Force Majeure Clause Lease Agreement

A force majeure clause is a provision in a lease agreement that excuses the performance of a party`s obligations under the lease in the event of an unforeseeable and uncontrollable event. Such events may include acts of nature, war, strikes, and other similar events that are beyond the control of the parties involved in the lease contract.

When drafting a force majeure clause in a lease agreement, it is essential to clearly define the specific events that will trigger the activation of the clause. For instance, if a flood occurs, the force majeure clause should explicitly state that the tenant is excused from rent payments until the premises are habitable again.

The force majeure clause must also specify the extent to which the performance of the parties` obligations is excused under the lease agreement. For example, if the premises are damaged by an uncontrollable event, the tenant may not be allowed to terminate the lease agreement but may be excused from making rental payments.

It is also important to note that the force majeure clause should not be used as an excuse for a party`s failure to perform its contractual obligations. The clause should only be invoked when the event in question makes it impossible or unreasonable to perform the lease agreement`s terms.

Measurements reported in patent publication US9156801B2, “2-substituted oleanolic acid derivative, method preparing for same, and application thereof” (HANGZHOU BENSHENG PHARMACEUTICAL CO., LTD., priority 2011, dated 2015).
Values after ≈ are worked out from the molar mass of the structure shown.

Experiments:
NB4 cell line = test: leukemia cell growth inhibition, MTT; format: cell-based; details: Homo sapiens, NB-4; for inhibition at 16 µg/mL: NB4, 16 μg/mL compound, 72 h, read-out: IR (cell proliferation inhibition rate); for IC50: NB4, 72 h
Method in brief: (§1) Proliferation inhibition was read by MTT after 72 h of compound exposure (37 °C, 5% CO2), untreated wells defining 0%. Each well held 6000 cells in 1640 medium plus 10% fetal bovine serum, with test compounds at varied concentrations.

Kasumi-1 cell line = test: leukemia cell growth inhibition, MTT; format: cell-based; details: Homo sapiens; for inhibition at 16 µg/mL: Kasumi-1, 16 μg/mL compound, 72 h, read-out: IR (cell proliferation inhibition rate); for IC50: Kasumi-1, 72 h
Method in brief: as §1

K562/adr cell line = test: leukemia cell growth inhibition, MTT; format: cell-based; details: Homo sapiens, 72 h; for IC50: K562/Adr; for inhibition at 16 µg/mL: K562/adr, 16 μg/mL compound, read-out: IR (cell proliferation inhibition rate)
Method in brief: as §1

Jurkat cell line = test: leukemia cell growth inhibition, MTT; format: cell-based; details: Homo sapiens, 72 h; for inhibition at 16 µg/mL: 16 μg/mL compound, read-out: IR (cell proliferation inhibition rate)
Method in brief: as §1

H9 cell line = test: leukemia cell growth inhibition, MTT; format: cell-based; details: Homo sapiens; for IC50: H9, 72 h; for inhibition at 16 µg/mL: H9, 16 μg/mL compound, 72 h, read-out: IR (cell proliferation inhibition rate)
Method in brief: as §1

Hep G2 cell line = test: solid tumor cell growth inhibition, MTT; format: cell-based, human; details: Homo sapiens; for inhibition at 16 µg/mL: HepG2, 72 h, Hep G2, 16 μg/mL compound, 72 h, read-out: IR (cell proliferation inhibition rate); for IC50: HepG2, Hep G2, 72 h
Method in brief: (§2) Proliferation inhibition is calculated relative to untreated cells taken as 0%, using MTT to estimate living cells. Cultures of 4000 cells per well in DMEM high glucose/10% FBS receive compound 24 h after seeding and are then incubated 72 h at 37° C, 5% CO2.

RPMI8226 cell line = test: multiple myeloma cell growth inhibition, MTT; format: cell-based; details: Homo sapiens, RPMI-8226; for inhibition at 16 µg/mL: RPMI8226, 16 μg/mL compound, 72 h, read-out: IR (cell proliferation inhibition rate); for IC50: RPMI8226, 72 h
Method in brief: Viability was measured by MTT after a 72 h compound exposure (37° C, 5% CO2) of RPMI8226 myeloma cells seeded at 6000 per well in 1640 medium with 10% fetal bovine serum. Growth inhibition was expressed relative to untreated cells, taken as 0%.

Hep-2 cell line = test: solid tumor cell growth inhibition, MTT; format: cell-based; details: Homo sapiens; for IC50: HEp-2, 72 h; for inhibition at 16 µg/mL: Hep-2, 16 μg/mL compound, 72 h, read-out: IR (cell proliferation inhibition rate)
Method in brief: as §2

Another essential consideration when drafting a force majeure clause in a lease agreement is whether the clause covers both parties or only one. It is possible to have a one-way force majeure clause that only excuses the tenant from performance in case of an uncontrollable event or a mutual force majeure clause that accommodates both parties.

In conclusion, a force majeure clause is an essential provision in a lease agreement. It provides the parties to the lease contract with protection against unforeseeable and uncontrollable events that may otherwise result in breach of the lease agreement. When drafting a force majeure clause in a lease agreement, it is essential to ensure that it is clear and concise, the specific events that trigger the clause are defined, and it does not allow for the use of the clause as an excuse for failure to perform contractual obligations.